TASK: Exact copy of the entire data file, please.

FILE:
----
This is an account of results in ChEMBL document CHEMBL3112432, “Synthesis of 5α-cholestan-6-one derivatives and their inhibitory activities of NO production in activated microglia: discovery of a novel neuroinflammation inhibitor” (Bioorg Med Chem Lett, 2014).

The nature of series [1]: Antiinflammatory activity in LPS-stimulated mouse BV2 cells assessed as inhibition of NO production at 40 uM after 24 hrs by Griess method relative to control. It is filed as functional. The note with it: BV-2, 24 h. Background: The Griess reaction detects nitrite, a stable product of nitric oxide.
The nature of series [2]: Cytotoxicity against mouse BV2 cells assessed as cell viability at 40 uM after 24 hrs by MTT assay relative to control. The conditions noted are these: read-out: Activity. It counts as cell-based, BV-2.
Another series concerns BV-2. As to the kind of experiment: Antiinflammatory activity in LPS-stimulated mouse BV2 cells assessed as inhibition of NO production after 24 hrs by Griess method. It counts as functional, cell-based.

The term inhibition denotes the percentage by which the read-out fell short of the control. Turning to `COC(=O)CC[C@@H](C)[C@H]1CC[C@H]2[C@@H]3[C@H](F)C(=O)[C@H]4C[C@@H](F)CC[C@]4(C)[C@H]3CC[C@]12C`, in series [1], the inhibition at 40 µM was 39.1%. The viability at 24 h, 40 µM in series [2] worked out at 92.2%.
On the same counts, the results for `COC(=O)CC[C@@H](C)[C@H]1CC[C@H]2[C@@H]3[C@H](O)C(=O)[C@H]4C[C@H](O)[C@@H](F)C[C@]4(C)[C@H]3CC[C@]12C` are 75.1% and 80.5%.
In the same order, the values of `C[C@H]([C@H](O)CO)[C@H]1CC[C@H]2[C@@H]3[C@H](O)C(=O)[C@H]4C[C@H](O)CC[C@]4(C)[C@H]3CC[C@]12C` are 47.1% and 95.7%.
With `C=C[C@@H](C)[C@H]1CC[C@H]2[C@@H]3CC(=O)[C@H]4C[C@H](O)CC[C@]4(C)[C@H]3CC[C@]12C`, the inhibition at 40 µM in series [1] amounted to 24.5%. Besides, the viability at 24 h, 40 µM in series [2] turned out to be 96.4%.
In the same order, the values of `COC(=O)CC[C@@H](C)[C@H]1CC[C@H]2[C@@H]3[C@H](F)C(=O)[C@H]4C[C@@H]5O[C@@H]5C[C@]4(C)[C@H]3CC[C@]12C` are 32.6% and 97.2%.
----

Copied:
This is an account of results in ChEMBL document CHEMBL3112432, “Synthesis of 5α-cholestan-6-one derivatives and their inhibitory activities of NO production in activated microglia: discovery of a novel neuroinflammation inhibitor” (Bioorg Med Chem Lett, 2014).

The nature of series [1]: Antiinflammatory activity in LPS-stimulated mouse BV2 cells assessed as inhibition of NO production at 40 uM after 24 hrs by Griess method relative to control. It is filed as functional. The note with it: BV-2, 24 h. Background: The Griess reaction detects nitrite, a stable product of nitric oxide.
The nature of series [2]: Cytotoxicity against mouse BV2 cells assessed as cell viability at 40 uM after 24 hrs by MTT assay relative to control. The conditions noted are these: read-out: Activity. It counts as cell-based, BV-2.
Another series concerns BV-2. As to the kind of experiment: Antiinflammatory activity in LPS-stimulated mouse BV2 cells assessed as inhibition of NO production after 24 hrs by Griess method. It counts as functional, cell-based.

The term inhibition denotes the percentage by which the read-out fell short of the control. Turning to `COC(=O)CC[C@@H](C)[C@H]1CC[C@H]2[C@@H]3[C@H](F)C(=O)[C@H]4C[C@@H](F)CC[C@]4(C)[C@H]3CC[C@]12C`, in series [1], the inhibition at 40 µM was 39.1%. The viability at 24 h, 40 µM in series [2] worked out at 92.2%.
On the same counts, the results for `COC(=O)CC[C@@H](C)[C@H]1CC[C@H]2[C@@H]3[C@H](O)C(=O)[C@H]4C[C@H](O)[C@@H](F)C[C@]4(C)[C@H]3CC[C@]12C` are 75.1% and 80.5%.
In the same order, the values of `C[C@H]([C@H](O)CO)[C@H]1CC[C@H]2[C@@H]3[C@H](O)C(=O)[C@H]4C[C@H](O)CC[C@]4(C)[C@H]3CC[C@]12C` are 47.1% and 95.7%.
With `C=C[C@@H](C)[C@H]1CC[C@H]2[C@@H]3CC(=O)[C@H]4C[C@H](O)CC[C@]4(C)[C@H]3CC[C@]12C`, the inhibition at 40 µM in series [1] amounted to 24.5%. Besides, the viability at 24 h, 40 µM in series [2] turned out to be 96.4%.
In the same order, the values of `COC(=O)CC[C@@H](C)[C@H]1CC[C@H]2[C@@H]3[C@H](F)C(=O)[C@H]4C[C@@H]5O[C@@H]5C[C@]4(C)[C@H]3CC[C@]12C` are 32.6% and 97.2%.